California and other parts of the West are facing heavy snow and rain from the latest winter storm to pound the United States. The National Weather Service has issued blizzard warnings for the Sierra Nevada and Southern California mountains. As much as 5 feet of snow could fall there. Interstate 5 is closed in parts of California. Meanwhile, Michigan is shivering through extended power outages caused by one of the worst ice storms in decades. Residents of the Pacific Northwest are recovering from snow that brought traffic to a standstill. The weather has closed major roads around the country, caused traffic pileups, closed schools and snarled air travel.
California and other parts of the West faced heavy snow and rain Friday from the latest winter storm to pound the U.S., while thousands of people in Michigan shivered through extended power outages wrought by one of the worst ice storms in decades.
The National Weather Service warned of a “cold and dangerous winter storm” that would last through Saturday in California. Blizzard warnings were posted in the Sierra Nevada and Southern California mountain ranges, where as much as 5 feet (1.5 meters) of snow was expected.
Interstate 5, the West Coast’s major north-south highway, was shut down south of the Oregon border as snow fell to the floor of the Sacramento Valley and in a high mountain pass north of Los Angeles, where blizzard warnings were in effect. Smaller roads also closed.
“You don’t want to be on the road,” weather forecaster Belen De Leon told NBC4 in Los Angeles.
Forecasters warned of severe thunderstorms that could create waterspouts off the Southern California coast. A blizzard warning was to go into effect in part of Nevada later in the day.
Meanwhile, a storm that battered the Plains and Midwest for days began to diminish, the weather service said, but gusty winds could still cause blowing and drifting snow. And Portland, Oregon, continued to recover from snow that brought traffic to a standstill this week.
The weather has closed major roads around the U.S., caused pileups, closed schools and snarled air travel. Friday morning, nearly 300 flights were canceled and over 900 were delayed, according to FlightAware.com. That was down from more 2,000 canceled and 14,000 delayed flights Thursday.
All told, the storms have blacked out nearly 1 million homes and businesses from coast to coast. Michigan was hardest hit after a storm coated branches, power lines and utility poles with ice, putting more than 820,000 customers in the dark at one point. By Friday, that was down to under 700,000, most in the state’s populous southeast corner, around Detroit.
Some 3,000 power lines were toppled after being coated with ice as thick as three-quarters of an inch, and crews struggled to get power back by the end of Sunday, utilities said.
“Utilities across the country fear ice storms like we fear nothing else,” said Trevor Lauer, president of DTE Electric. “We’ve not had an ice storm in the last 50 years that has impacted our infrastructure like this.”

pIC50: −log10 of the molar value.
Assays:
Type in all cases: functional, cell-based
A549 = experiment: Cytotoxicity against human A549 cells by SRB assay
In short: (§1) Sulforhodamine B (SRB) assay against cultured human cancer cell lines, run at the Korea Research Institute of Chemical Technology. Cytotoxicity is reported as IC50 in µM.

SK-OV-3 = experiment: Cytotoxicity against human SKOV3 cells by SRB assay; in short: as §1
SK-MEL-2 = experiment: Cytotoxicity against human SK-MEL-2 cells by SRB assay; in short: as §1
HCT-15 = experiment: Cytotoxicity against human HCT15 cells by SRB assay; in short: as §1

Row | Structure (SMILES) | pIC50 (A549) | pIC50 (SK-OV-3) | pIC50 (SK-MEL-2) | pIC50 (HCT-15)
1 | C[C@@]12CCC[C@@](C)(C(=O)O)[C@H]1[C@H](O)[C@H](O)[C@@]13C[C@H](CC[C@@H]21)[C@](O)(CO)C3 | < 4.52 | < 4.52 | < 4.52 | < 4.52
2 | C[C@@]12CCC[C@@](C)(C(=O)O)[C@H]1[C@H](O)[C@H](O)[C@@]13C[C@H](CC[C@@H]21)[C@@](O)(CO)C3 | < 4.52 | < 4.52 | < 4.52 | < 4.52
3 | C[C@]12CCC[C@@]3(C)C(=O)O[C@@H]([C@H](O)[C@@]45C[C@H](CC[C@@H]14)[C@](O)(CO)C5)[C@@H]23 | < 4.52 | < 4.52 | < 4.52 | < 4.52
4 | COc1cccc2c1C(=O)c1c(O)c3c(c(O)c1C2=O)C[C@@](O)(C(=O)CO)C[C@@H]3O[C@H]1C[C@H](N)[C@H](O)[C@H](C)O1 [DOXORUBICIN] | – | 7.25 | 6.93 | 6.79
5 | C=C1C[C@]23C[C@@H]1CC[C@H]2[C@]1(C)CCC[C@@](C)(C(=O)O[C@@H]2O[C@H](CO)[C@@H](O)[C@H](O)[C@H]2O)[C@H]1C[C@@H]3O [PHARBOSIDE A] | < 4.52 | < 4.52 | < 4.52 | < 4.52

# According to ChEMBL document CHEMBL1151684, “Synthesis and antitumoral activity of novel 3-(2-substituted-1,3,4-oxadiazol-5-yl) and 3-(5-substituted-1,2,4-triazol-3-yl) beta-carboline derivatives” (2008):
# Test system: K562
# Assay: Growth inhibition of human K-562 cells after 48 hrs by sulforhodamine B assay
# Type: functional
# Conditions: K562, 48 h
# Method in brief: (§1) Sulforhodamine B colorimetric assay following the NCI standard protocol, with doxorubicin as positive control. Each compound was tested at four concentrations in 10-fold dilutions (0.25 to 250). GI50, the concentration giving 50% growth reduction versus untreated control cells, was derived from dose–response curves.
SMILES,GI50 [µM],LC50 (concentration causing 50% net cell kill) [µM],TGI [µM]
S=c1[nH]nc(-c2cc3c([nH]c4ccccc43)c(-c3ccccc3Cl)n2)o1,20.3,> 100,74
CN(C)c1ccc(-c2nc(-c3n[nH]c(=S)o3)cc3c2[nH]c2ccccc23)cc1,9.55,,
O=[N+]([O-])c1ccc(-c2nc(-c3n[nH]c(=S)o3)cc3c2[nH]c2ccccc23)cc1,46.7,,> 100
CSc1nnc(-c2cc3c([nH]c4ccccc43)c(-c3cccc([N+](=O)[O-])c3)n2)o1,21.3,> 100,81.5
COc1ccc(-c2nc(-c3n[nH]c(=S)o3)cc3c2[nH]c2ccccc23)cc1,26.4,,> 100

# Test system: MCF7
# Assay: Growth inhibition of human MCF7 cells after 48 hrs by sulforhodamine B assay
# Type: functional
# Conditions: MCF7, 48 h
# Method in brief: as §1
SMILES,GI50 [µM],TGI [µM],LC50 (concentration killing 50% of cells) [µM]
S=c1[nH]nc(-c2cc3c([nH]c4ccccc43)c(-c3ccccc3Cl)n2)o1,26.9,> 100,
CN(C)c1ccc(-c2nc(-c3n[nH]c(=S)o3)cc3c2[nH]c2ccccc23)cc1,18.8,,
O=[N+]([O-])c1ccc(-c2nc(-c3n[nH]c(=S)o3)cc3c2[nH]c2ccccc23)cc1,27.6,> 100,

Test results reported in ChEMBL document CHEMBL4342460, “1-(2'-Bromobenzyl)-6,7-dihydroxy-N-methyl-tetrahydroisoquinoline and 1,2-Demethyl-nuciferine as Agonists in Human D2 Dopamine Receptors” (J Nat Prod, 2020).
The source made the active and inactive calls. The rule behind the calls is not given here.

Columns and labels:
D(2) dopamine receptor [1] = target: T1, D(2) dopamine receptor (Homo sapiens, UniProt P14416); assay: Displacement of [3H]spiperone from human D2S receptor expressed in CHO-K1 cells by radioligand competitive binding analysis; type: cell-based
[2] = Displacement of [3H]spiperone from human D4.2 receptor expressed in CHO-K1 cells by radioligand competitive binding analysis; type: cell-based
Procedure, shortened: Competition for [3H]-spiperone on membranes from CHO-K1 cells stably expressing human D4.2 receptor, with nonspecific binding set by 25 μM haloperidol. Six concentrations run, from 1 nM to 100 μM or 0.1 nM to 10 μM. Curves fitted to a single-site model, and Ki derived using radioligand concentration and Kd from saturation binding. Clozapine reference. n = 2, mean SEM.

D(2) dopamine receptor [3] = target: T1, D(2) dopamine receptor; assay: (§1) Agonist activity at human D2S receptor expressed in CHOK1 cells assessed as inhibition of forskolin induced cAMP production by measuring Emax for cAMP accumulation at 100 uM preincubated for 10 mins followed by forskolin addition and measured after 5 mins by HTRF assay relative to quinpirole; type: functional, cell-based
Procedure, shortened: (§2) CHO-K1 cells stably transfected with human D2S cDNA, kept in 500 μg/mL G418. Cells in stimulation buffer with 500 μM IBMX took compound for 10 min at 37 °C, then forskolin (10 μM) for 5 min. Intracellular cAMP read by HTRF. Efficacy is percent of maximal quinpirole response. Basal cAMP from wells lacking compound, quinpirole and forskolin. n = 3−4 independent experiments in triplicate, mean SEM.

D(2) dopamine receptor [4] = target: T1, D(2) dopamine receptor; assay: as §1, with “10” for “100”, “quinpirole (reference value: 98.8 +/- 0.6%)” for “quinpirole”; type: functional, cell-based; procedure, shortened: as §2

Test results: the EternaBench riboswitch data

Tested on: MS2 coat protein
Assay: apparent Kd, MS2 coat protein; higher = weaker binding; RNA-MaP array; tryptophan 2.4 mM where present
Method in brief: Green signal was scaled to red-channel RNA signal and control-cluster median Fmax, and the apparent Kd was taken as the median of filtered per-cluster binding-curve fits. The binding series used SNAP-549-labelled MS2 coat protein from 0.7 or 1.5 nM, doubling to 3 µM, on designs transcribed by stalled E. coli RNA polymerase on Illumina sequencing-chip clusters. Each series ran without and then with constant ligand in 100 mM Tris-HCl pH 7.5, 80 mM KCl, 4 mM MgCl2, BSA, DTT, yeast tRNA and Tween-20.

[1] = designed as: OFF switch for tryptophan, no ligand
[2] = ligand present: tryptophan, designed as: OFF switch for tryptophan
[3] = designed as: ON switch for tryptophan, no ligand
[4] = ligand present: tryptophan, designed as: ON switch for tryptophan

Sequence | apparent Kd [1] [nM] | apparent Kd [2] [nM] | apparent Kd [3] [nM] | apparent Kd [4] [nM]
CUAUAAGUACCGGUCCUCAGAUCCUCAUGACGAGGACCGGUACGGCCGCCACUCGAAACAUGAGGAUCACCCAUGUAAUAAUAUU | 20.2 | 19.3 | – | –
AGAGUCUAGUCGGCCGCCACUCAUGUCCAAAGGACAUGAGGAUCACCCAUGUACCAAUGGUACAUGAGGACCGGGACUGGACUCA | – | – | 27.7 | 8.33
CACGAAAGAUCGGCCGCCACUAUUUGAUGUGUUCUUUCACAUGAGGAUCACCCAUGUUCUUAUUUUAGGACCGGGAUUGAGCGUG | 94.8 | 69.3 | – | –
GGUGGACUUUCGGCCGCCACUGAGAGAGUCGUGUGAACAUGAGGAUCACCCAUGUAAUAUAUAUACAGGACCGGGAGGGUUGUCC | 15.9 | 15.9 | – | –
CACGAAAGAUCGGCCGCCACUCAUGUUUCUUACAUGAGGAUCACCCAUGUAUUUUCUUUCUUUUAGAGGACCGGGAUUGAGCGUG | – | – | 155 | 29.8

Temperatures were expected to remain far below normal, with lows below zero (minus 18 Celsius) in the Upper Midwest before warming to near or above normal by the end of the weekend.
Parts of Interstate 80 in California and Wyoming closed, including about a 70-mile (112-kilometer) stretch over the top of the Sierra Nevada linking California and Nevada.
Ice is believed to have caused a pileup on the Massachusetts Turnpike late Thursday in Brimfield that involved about 15 vehicles, including tractor-trailers, and resulted in injuries. A 14-vehicle crash on Interstate 89 in Vermont caused minor injuries.
A Michigan firefighter died Wednesday after coming in contact with a downed power line in Paw Paw, authorities said.
In Southern California, the latest storm began moving in Thursday with rain and snow flurries. Flood watches and warnings were in effect through Saturday afternoon for some coastal regions and valleys, and the potential for rainfall causing flooding and debris flow in some areas burned by wildfires in recent years.
Evacuation warnings also were issued in Ventura County for four areas considered unstable after being hit hard by storms last month.
The storm has added to major precipitation from December and January “atmospheric rivers” that improved California’s drought outlook, but authorities who allocate water to farms, cities and industries remain cautious because of a recent history of abrupt changes in hydrologic conditions.
The weather service said temperatures could drop far below normal in the region, posing a special risk to homeless people.
Terry Stephens, who lives in a trailer with her son and his girlfriend in Palmdale, was temporarily placed in a hotel room northeast of Los Angeles after shivering through the night Wednesday.
“It was frigid; your bones ache and you can’t get warm,” she told the Los Angeles Times. “I had three blankets on me last night and I was still freezing. Nothing helped.”
ROBERT JABLON, Associated Press. Associated Press writers Andrew Selsky in Salem, Oregon, Olga Rodriguez in San Francisco, Ed White in Detroit, John Antczak in Los Angeles and other AP journalists from around the country contributed to this report.